Head of Primary
School camp is a rite of passage for all students and is a wonderful opportunity to develop new skills, friendships and interests. It also gives teachers an opportunity to get to know students in a different context outside of the classroom. We always say at Loreto that we want to know the student and the person behind the student and school camp is the perfect chance for this to happen.
Our Primary School camp at the Great Aussie Bush Camp this week offered special moments like this. I found myself having a deep conversation with Georgia, a new Year 5 student, and I learned so much about her story in a 5 minute fireside chat. I learned that she loves to ride her pony and all about the many extra-curricular activities she takes part in every week. She has all her activities scheduled on a large timetable on her desk so that she knows where to slot in her homework. She also has a very clear idea of what she would like to be when she grows up – a doctor or a vet – and she made it clear that she doesn’t want to marry the doctor, she wants to be the doctor!
The student also told me that her parents wanted her to come to Loreto so that she can work hard and have choices and also learn how to become a strong lady. She told me that there are many types of ladies that you can become; she would like to be a lady who is strong and confident and someone who can help others (animals included). I couldn’t help but marvel at our wonderful conversation and I never would have had the chance to know who Georgia really is and what she wants in life if I hadn’t had the time to have this conversation. This year in the Primary School we will focus on these types of conversations, as they do in the Secondary School, so that we have every opportunity to strengthen the relationships that make all the difference to a Loreto education.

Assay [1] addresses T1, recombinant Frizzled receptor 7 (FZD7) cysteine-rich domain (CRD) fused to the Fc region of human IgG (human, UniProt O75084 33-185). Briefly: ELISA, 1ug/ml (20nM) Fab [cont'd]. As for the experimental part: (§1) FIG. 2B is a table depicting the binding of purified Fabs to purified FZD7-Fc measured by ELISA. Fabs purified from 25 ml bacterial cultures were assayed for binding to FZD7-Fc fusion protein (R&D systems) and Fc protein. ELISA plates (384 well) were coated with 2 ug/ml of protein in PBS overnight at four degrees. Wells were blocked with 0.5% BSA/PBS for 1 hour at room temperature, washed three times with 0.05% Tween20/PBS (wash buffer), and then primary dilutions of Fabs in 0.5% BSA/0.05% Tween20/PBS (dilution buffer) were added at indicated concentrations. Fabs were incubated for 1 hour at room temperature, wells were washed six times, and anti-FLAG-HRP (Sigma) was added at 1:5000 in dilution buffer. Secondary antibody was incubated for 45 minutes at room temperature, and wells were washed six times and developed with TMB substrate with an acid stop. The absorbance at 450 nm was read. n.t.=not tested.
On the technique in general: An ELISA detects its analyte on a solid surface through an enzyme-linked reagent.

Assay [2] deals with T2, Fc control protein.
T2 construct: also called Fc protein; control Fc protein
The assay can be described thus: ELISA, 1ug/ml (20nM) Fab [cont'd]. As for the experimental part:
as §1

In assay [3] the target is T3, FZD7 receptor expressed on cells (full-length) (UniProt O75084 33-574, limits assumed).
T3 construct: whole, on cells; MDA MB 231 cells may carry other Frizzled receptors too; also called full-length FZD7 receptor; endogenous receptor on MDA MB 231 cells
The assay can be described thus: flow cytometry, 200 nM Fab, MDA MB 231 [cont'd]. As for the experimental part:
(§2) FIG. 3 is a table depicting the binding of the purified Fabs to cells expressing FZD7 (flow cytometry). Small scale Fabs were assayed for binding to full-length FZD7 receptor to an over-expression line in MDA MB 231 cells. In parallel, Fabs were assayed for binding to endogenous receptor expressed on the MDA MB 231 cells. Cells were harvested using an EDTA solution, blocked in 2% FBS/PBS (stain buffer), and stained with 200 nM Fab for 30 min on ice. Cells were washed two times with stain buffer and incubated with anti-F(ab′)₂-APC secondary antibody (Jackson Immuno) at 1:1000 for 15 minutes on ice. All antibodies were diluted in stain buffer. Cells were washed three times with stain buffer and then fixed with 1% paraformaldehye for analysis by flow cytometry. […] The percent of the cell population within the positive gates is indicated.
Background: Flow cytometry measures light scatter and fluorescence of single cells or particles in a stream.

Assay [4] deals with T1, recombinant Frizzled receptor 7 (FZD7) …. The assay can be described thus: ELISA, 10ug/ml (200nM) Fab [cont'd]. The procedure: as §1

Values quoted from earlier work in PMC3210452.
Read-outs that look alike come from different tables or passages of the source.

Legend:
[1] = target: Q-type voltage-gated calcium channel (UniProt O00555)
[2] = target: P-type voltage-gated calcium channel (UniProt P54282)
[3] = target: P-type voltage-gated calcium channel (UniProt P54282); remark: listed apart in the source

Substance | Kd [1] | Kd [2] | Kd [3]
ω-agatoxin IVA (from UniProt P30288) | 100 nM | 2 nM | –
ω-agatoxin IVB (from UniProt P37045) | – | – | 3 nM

This is one reason why the FACE Curriculum is such a powerful framework. The C for community and E for Extra-curricular were clearly evident at camp. We saw the girls forming friendships in their vertical house groups, facing their fears and challenges head-on as they scaled the rock wall, working as a team to create a boat that would stay afloat and displaying such joy as they tackled the challenge of the Lost Island – covered entirely in mud!
In today’s pressure-oriented society, camp provides a non-threatening environment for our girls to be active, to develop competence in life skills, to learn about and enhance their own abilities and to benefit from meaningful participation in a program designed just for them. As one student said, ‘I had the best time at camp, I made some new friends and got to spend time with my buddy. I can’t wait until we can go again.’
Mrs Maryanne Dwyer
Head of Primary